The biggest epiphany for me came from realizing that the concepts of "imagination" and "curiosity" (which were the most biologically implausible elements of my original design) can be simulated by existing functions of a spatial pooler.

Spatial poolers currently simulate inhibition by selecting a percentage of columns that best connect to the current input space, and only those columns activate. A slight modification of this function allows it to replace my earlier concept of "imagination" -- selecting a percentage of columns that best connect to the most positive reinforcement input space, and only those activate. The columns in the motor layer map to the motor commands, so the winning columns drive what actions are taken.

Spatial poolers also have a function for "boosting", which allows columns that haven't been used in a while to slowly accumulate a higher score, and eventually win out over other columns that have been used more frequently. This can be used to replace my earlier concept of "curiosity". Actions the system hasn't tried in a while, such as new actions or those which previously resulted in a negative reinforcement, will eventually be tried again, allowing the system to explore and re-attempt actions that could lead to new outcomes.

I drew up a diagram to help visualize what the current design looks like:



The sequence and feature/location layers are complimentary -- both using the same spatial pooler (same columns activate for both layers) -- i.e. both receiving proximal input from the sensors. The sequence layer receives distal input from other cells in its own layer, while the feature/location layer receives distal input from an array of cells representing an allocentric location.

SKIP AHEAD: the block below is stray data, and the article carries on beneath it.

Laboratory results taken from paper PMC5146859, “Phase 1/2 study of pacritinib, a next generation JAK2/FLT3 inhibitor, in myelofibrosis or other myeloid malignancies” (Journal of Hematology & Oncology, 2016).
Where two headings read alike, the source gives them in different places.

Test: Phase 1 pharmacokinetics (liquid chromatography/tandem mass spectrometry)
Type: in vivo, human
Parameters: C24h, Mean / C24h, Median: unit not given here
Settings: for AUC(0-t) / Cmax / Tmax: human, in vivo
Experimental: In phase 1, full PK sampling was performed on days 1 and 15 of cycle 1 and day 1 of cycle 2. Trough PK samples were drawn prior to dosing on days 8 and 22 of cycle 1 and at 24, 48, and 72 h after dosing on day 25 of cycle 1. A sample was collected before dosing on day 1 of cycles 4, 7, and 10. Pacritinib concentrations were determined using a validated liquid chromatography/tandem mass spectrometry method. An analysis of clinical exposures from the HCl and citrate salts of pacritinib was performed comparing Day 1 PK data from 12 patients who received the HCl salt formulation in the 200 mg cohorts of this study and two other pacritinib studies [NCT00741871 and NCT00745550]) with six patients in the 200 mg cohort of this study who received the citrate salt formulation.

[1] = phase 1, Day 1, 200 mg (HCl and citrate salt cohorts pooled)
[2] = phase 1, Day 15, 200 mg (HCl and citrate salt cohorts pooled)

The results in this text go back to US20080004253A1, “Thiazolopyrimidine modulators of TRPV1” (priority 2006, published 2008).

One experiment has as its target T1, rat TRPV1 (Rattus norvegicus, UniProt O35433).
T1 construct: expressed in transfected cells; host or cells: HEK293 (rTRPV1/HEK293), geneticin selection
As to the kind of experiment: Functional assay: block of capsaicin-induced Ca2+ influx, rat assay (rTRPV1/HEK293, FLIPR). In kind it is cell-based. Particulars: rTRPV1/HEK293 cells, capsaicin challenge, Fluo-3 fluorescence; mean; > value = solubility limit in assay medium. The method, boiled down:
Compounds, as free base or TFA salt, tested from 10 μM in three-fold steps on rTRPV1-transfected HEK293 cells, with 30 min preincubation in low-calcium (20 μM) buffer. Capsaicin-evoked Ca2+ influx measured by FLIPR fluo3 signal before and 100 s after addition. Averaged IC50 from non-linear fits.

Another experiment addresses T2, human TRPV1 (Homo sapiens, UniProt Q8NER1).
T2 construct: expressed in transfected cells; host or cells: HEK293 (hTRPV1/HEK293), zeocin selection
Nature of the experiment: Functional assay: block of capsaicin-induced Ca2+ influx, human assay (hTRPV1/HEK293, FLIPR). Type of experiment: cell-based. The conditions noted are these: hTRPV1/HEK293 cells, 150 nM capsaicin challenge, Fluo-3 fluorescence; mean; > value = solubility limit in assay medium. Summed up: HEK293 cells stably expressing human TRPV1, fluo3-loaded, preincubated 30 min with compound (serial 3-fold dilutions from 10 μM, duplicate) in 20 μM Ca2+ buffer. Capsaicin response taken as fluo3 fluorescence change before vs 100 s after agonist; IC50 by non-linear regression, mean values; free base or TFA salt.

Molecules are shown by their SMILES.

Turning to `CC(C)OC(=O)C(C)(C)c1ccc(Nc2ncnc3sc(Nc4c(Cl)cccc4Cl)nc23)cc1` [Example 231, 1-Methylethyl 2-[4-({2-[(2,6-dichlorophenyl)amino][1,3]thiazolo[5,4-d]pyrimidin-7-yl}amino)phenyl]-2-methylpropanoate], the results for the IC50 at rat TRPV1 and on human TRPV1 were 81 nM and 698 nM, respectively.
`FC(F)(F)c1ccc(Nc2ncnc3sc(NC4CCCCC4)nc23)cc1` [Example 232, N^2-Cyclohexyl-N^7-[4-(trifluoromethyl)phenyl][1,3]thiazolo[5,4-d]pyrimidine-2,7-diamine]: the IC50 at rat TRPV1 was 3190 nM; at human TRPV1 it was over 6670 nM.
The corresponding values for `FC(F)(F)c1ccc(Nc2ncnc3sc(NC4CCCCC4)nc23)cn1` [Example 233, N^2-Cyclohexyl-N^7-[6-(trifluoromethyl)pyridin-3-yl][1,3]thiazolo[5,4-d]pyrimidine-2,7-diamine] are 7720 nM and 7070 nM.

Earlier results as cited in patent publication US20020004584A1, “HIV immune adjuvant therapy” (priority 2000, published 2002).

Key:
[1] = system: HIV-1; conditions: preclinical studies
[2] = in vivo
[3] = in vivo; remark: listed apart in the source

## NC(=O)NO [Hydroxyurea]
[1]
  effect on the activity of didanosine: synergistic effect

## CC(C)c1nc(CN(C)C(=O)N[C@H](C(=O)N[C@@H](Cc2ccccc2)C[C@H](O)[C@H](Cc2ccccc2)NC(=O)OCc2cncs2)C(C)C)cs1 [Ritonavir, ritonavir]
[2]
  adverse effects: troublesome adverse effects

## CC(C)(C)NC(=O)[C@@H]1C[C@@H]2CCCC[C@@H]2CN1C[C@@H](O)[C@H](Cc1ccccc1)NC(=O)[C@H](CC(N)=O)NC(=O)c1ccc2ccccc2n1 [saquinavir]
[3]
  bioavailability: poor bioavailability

The motor layer receives proximal input from the reinforcement layer, via the modified spatial pooler which chooses a percentage of motor columns which have the highest reinforcement score with boosting. This layer receives distal input from active cells in both the sequence layer and the feature/location layer. Columns represent motor commands, while cells in the column represent the sensory context.

Columns in the reinforcement layer represent how positive or negative a reinforcement is. In my implementation, I am using columns to the left to represent more negative reinforcement, while columns to the right represent more positive reinforcement (with columns near the center being neutral). This is just to make it easier to visualize. Columns represent positivity/negativity, and cells in the columns represent sensory-motor context. Cells in this layer receive distal input from active cells in the motor layer.

My current design utilizes a two-layer circuit to pool reinforcement input. This tweak eliminates the need to extend reinforcement predictions backwards through time (handled now by a function of the temporal pooler), allowing the implementation to align even more closely with traditional HTM concepts.  Output from the reinforcement pooling layer is passed through the modified spatial pooler, which chooses a percentage of the motor columns which best map to the most positive reinforcement, with boosting.

There is still some more tweaking to do, but it is definitely starting to come together.  The most recent changes I got from watching the HTM Chat with Jeff.  One is the association of the sequence and feature/location layers. Location input itself, however, is currently just an array of input cells representing an allocentric location, which the feature/location layer connects to distally. Egocentric location is still missing, as well as tighter feedback between the two regions.  The other idea from Jeff's slides is the two-layer circuit which gave me the idea for configuring reinforcement feedback with a pooling layer.
Device: Samsung Galaxy Nexus i515
CPU: TI OMAP4460, 1.2 GHz (dual core, ARM Cortex-A9)
GPU: PowerVR SGX540, 307 MHz
RAM: 1 GB
Resolution: 720 x 1280
Rom: omni-4.4.4-20141014-toro-FML KitKat 4.4.4, rooted

Device: Eee PC 1015PEM
CPU: Intel Atom N550, 1.5 GHz (dual core, x86)
GPU: Intel GMA 3150, 200 MHz (dual core)
RAM: 2GB
Resolution: 1024 x 600
Rom: android-x86-4.3-20130725 Jelly Bean 4.3, rooted